I was full of pride and self-glory and strived for my own honour. I wanted to please people and receive their attention with my jokes and their recognition through my good achievements at the university. I became very adaptable to please everybody. However, through this I was caught in a web of lies. In addition, I was always afraid of being rejected by people. It was not possible for me to speak in front of a large crowd without sweat attacks and becoming red in the face. So when I was invited to 1:1 Bible study by Msn. Mary Shin, I was very surprised that she spoke so easily in her specific German to me and invited me out of the blue. But through 1:1 God touched my heart. On the cross, Jesus gave himself to me in order to atone for my selfish pride and my wrong desires of seeking my own honour. When God revealed his perfect love of redemption to me through Jesus’ victorious words on the cross, “It is finished.” I accepted it by faith. Then God gave me assurance that all my sins were forgiven and that I was saved by grace. God’s love filled my heart and freed me from my dependence and fear of men. God gave me true joy and peace. His love also set me free to go and invite people to 1:1 Bible study and to our Sunday worship services. The Cross of Jesus changed me from an unworthy and hopeless sinner to God’s chosen instrument for world campus mission. Praise Jesus!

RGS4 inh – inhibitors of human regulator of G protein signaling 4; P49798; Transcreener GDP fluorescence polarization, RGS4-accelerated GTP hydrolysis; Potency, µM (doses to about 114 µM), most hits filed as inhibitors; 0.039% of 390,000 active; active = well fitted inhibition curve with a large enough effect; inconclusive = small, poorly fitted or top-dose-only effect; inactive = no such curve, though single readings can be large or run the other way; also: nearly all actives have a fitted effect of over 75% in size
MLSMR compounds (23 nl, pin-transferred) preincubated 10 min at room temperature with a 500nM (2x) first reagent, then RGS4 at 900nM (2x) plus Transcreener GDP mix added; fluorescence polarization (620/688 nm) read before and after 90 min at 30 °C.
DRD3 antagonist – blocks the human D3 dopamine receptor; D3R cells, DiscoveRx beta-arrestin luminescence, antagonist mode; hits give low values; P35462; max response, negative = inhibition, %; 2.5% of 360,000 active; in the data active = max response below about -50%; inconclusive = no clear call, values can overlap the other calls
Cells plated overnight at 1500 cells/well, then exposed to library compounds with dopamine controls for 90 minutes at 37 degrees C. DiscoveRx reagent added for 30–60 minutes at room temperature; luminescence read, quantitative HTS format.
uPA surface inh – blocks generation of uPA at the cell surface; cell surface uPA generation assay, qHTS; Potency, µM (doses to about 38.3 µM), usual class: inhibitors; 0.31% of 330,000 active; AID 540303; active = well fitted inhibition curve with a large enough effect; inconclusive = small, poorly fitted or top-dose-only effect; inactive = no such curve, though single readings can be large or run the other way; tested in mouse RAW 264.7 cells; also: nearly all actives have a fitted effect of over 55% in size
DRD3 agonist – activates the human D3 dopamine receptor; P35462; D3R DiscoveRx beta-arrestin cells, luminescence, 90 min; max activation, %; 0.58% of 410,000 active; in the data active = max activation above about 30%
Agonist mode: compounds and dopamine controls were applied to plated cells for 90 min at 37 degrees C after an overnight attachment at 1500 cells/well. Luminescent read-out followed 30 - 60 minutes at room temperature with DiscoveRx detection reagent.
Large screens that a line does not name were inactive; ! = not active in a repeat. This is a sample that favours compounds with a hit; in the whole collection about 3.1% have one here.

Europe is a wonderful continent. But there is one main problem: more and more sin is being relativized. The consequences are an increase in corruption, violence, and constant acts of desperation, like suicides and massacres. Loneliness, lack of personal relationships, sexual immorality and false teachings like occultism and idol worship are also increasing. The economic and political union cannot be Europe’s true hope, as long as Europe is being destroyed inwardly by the bad influence of sin. God’s only hope for Europe is the Cross of Jesus. The Cross of Jesus changes sorrow into joy and shame into glory. The Cross of Jesus changes defeat into glorious victory. In the Cross of Jesus there is power by which our personal sin problem will be solved completely. At this hour let us hear and accept Jesus’ victorious last words on the cross, “It is finished.” by faith. May the Cross of Jesus change Europe into a blessing and a missionary sending continent.